When I was older I had a tutor, and began to study about twelve hours a day. First we studied reading and writing, poetry and drama, then logic and metaphysics. My master would check to see that there was not a minute wasted. It was very strict. They are more strict with incarnations because more is expected from them. At the same time you are taught from a very young age not to let it go to your head, and your tutor treats you as somebody very ordinary. The training was very tough with a great deal of memorization of scriptures, and if you did not work diligently enough you were made to feel your tutor's displeasure.

In the early fifties, the situation in East Tibet deteriorated rapidly. In fact my master was one of the first to leave Kham for Central Tibet, and many Lamas took his lead and were able to escape because he had moved so early. For a long time he had wanted to go to India on pilgrimage, to fulfil a wish of his own master to visit the holy places of Buddha. Also he had been officially invited to Sikkim by the King, as he was the incarnation of Lhatsun Namkha Jikme, one of the great saints of Sikkim. So we left for Central Tibet in 1954-5, after which it was decided to continue to Sikkim. Then as conditions in Tibet worsened we chose to wait instead of returning, and during this time we continued our pilgrimage. My master passed away in Sikkim in 1959. After this many people around me, including my mother, felt that I should learn English and the ways of the outside world. I began my western studies while at the same time continuing my own training with my other masters, especially H.H. Dudjom Rinpoche and H.H. Dilgo Khyentse Rinpoche, one of the oldest disciples of my master and the greatest living exponent of Dzogchen.

It is interesting that there is no time limit for transmission, indeed it is happening all the time. Even though my Master is not with me physically, since he passed away when I was rather young, I realize the influence that he has had throughout my life. It was through him, for example, that I met Dudjom Rinpoche, who was the head of the Nyingma School, whom I later served as translator for about six or seven years. Through Dudjom Rinpoche's guidance and kindness, my understanding of Dzogchen blossomed, and it was he who inspired and encouraged me to teach.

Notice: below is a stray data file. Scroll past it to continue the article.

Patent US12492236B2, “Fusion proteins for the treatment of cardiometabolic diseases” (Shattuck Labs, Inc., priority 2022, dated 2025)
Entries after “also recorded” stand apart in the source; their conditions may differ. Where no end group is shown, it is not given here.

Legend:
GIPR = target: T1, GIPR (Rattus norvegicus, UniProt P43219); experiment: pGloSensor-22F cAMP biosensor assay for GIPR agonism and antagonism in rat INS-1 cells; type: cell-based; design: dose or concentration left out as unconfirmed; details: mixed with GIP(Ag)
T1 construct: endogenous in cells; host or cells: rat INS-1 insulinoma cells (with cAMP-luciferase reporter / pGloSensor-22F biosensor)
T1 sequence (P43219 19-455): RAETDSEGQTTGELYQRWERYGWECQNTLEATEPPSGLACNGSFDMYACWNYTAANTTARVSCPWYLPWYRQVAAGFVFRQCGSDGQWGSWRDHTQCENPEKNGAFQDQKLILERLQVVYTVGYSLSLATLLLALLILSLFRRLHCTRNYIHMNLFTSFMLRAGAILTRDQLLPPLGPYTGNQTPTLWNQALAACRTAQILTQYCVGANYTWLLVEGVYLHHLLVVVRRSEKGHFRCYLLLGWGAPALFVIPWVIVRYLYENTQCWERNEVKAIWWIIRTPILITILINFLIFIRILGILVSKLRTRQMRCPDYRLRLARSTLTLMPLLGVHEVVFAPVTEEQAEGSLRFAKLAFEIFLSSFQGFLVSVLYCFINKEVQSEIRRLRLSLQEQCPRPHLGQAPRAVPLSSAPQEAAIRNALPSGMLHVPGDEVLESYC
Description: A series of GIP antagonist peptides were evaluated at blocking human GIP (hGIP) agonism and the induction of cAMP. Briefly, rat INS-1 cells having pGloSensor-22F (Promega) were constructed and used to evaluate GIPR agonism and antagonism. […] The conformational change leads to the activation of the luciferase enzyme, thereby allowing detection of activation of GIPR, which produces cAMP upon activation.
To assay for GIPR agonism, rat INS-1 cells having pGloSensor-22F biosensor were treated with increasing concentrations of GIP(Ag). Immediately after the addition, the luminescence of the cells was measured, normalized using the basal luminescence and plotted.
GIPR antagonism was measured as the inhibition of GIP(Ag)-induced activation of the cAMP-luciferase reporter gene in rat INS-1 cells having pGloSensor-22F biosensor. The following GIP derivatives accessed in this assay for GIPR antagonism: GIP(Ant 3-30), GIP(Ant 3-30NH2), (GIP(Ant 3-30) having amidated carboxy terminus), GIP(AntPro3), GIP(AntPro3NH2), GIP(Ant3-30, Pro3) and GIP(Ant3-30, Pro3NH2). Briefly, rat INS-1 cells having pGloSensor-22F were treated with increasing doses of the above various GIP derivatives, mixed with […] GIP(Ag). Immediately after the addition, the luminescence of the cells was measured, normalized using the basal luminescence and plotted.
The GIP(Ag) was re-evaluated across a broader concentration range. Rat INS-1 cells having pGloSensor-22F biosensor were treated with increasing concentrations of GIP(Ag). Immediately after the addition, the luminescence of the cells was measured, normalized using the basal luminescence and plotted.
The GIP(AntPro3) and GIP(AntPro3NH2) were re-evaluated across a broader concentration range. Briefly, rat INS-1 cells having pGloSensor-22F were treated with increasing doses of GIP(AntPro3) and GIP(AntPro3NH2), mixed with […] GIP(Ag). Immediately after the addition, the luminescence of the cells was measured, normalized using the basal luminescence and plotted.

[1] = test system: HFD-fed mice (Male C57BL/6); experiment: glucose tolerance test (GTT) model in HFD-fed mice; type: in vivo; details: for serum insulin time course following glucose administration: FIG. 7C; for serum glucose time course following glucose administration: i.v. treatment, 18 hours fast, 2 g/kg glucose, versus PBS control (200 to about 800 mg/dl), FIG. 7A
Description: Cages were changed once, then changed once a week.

I attended a Catholic School in India, and then studied Indian philosophy at a university in Delhi, after which I received a visiting scholarship to Trinity College, Cambridge, where I studied comparative religions. When the Dalai Lama came to Europe for the first time in 1973,1 served as his assistant and helped to arrange his visit to Cambridge, and then my own teachers, like Dudjom Rinpoche, began to come to the West and I travelled with them in Europe and America for several years.

I only mention all these details in order to express my gratitude for the blessing I have received, as I try in my own small way to transmit the work of my masters.

From the beginning when I first started learning English I felt that my work was in the West rather than in India. I did not really see myself as a traditional Lama. Even as a child I intuitively felt that I needed to make some kind of contribution, and my master made a point of prophesying that I would play a part in continuing his work in the future. It is only now that I realize what my master did. More and more I understand how he prepared me and created the potential. He saw that Buddhism would change a great deal and that maybe I would be one of those who might be able to create the bridge between the traditions of Tibet and the West and bring out that wisdom. I really feel his blessing, and I try to continue.